The Federal Government on Monday assured that it is collaborating with states to enhance capacity in the mobilisation of domestic revenue to support the development of vital sectors of the economy.
Such sectors include health, agriculture, and SMEs to further stimulate economic growth, create job opportunities for the teeming youth population, and alleviate poverty.
The Minister of Finance and Coordinating Minister of the Economy, Wale Edun, dropped the hint in Asaba, Delta State, during the opening of a two-day retreat for members of the Federation Account Allocation Committee (FAAC).
He said FG is equally collaborating with the World Bank on a programme aimed at enhancing the ease of doing business by providing an enabling environment through the removal of existing bottlenecks.
The programme, tagged “States Action on Business Enabling Reforms” (SABER), is expected to run from 2024 to 2026.
The retreat, which was declared open by Delta State Governor Sheriff Oborevwori, is themed “Creating Resilient Economy through Diversification of the Nation’s Revenue.”
Edun, represented by the Permanent Secretary (Special Duties) at the Federal Ministry of Finance, Okokon Ekanem Udo, said other intervention programmes from the World Bank and other international organisations would continue unabated.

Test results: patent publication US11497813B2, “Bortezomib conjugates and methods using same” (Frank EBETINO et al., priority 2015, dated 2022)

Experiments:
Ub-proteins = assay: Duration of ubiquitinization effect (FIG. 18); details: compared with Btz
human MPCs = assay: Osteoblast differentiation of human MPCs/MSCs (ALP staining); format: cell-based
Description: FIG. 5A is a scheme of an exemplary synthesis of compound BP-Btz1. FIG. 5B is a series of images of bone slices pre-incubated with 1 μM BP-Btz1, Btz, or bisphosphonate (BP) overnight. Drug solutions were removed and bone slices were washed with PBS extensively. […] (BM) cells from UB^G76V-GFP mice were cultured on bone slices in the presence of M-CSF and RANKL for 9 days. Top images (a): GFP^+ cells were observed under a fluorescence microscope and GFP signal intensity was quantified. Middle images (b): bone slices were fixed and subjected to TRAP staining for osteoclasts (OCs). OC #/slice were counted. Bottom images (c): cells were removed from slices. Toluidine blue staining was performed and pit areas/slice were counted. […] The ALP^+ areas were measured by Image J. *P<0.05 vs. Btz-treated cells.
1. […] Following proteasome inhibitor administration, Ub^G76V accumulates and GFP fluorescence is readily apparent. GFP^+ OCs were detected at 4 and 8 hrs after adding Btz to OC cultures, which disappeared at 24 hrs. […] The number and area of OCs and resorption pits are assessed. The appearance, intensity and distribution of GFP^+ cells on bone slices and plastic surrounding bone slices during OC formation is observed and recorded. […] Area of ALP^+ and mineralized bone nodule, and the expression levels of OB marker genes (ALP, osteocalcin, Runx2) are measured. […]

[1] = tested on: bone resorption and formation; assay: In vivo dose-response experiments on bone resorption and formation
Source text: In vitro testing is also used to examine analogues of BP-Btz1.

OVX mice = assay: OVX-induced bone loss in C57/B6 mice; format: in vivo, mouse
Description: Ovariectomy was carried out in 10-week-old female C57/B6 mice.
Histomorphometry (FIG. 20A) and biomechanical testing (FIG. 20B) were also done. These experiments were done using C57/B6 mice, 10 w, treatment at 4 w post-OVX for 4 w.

On the economic reforms so far taken by the President Bola Tinubu-led administration, Edun noted that government was not oblivious to the untold hardship being experienced by Nigerians.
“It always acknowledges with deep concern the challenges encountered by Nigerians in coping with not only the high cost of petrol but also the general increase in the prices of goods and services.
“I am happy to reaffirm that all the sacrifices made by people will never be in vain, as government is bent on ensuring that the economy bounces back to normal as we continue to consolidate the recovery efforts with a focus on achieving inclusive economic growth and development,” he said.
Edun said the administration has also put in place palliative measures to cushion “the unintended economic consequences of the ongoing reforms.”
Declaring the retreat open, Gov Oborevwori, represented by his deputy, Monday Onyeme, noted that past efforts to diversify the economy did not yield the best results.
“Dating back to 1962, when the first National Development Plan was launched, Nigeria has struggled to rise to the challenge of economic diversification.
“Since the turn of the century, we have had the National Economic Empowerment and Development Strategy (NEEDS), Vision 20:2020, and Economic Recovery and Growth Plan, all of which were aimed at achieving economic self-reliance, developing non-oil exports, and building a globally competitive economy. Sadly, diversification has remained largely elusive.
“The COVID-19 pandemic, persistent inflation, which currently stands at 30%, worsening macroeconomic instability, foreign exchange rate volatility, and a rapidly growing population highlight the need for Nigeria to urgently diversify its economy.
“With the global transition from fossil fuels to renewable energy in the foreseeable future, the outlook for Nigeria is bleak. The implication of this is that diversification is no longer an ideal but an imperative for sustainable economic growth.
“What we do now will have significant implications for current and future generations of Nigerians,” he said.